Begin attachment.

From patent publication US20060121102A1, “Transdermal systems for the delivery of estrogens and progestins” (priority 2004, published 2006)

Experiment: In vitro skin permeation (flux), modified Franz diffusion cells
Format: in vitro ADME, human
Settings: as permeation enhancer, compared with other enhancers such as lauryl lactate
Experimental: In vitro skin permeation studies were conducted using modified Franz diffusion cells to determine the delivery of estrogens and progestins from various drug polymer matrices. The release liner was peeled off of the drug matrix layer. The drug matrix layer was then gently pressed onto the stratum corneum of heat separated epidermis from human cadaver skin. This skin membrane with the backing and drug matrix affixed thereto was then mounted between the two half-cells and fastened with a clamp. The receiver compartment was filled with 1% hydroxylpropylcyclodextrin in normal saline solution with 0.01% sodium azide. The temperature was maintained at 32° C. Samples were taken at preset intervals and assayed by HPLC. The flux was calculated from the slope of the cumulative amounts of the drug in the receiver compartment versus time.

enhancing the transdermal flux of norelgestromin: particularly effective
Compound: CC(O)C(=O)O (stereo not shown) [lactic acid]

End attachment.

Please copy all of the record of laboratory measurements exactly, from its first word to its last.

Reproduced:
From patent publication US20060121102A1, “Transdermal systems for the delivery of estrogens and progestins” (priority 2004, published 2006)

Experiment: In vitro skin permeation (flux), modified Franz diffusion cells
Format: in vitro ADME, human
Settings: as permeation enhancer, compared with other enhancers such as lauryl lactate
Experimental: In vitro skin permeation studies were conducted using modified Franz diffusion cells to determine the delivery of estrogens and progestins from various drug polymer matrices. The release liner was peeled off of the drug matrix layer. The drug matrix layer was then gently pressed onto the stratum corneum of heat separated epidermis from human cadaver skin. This skin membrane with the backing and drug matrix affixed thereto was then mounted between the two half-cells and fastened with a clamp. The receiver compartment was filled with 1% hydroxylpropylcyclodextrin in normal saline solution with 0.01% sodium azide. The temperature was maintained at 32° C. Samples were taken at preset intervals and assayed by HPLC. The flux was calculated from the slope of the cumulative amounts of the drug in the receiver compartment versus time.

enhancing the transdermal flux of norelgestromin: particularly effective
Compound: CC(O)C(=O)O (stereo not shown) [lactic acid]